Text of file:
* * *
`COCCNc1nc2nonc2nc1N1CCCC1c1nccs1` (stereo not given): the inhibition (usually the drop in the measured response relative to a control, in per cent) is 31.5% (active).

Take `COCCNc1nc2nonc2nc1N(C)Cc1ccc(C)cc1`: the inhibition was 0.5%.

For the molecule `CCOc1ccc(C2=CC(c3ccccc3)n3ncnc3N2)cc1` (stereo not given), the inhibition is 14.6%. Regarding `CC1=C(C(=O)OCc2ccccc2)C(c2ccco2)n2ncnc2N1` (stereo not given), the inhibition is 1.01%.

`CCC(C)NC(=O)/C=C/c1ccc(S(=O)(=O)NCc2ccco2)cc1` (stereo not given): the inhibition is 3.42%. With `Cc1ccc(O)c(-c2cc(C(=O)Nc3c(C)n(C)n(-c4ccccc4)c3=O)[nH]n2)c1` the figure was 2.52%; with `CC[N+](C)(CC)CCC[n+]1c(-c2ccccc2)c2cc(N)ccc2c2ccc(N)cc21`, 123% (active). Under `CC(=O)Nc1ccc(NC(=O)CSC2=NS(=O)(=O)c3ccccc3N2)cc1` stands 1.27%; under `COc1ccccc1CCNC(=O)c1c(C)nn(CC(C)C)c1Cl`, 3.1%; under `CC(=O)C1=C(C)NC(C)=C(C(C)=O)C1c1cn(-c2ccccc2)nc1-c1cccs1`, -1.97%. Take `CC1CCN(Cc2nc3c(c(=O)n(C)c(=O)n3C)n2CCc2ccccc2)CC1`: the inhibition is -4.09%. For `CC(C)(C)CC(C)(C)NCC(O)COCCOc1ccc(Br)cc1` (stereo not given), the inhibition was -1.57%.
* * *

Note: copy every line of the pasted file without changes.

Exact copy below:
`COCCNc1nc2nonc2nc1N1CCCC1c1nccs1` (stereo not given): the inhibition (usually the drop in the measured response relative to a control, in per cent) is 31.5% (active).

Take `COCCNc1nc2nonc2nc1N(C)Cc1ccc(C)cc1`: the inhibition was 0.5%.

For the molecule `CCOc1ccc(C2=CC(c3ccccc3)n3ncnc3N2)cc1` (stereo not given), the inhibition is 14.6%. Regarding `CC1=C(C(=O)OCc2ccccc2)C(c2ccco2)n2ncnc2N1` (stereo not given), the inhibition is 1.01%.

`CCC(C)NC(=O)/C=C/c1ccc(S(=O)(=O)NCc2ccco2)cc1` (stereo not given): the inhibition is 3.42%. With `Cc1ccc(O)c(-c2cc(C(=O)Nc3c(C)n(C)n(-c4ccccc4)c3=O)[nH]n2)c1` the figure was 2.52%; with `CC[N+](C)(CC)CCC[n+]1c(-c2ccccc2)c2cc(N)ccc2c2ccc(N)cc21`, 123% (active). Under `CC(=O)Nc1ccc(NC(=O)CSC2=NS(=O)(=O)c3ccccc3N2)cc1` stands 1.27%; under `COc1ccccc1CCNC(=O)c1c(C)nn(CC(C)C)c1Cl`, 3.1%; under `CC(=O)C1=C(C)NC(C)=C(C(C)=O)C1c1cn(-c2ccccc2)nc1-c1cccs1`, -1.97%. Take `CC1CCN(Cc2nc3c(c(=O)n(C)c(=O)n3C)n2CCc2ccccc2)CC1`: the inhibition is -4.09%. For `CC(C)(C)CC(C)(C)NCC(O)COCCOc1ccc(Br)cc1` (stereo not given), the inhibition was -1.57%.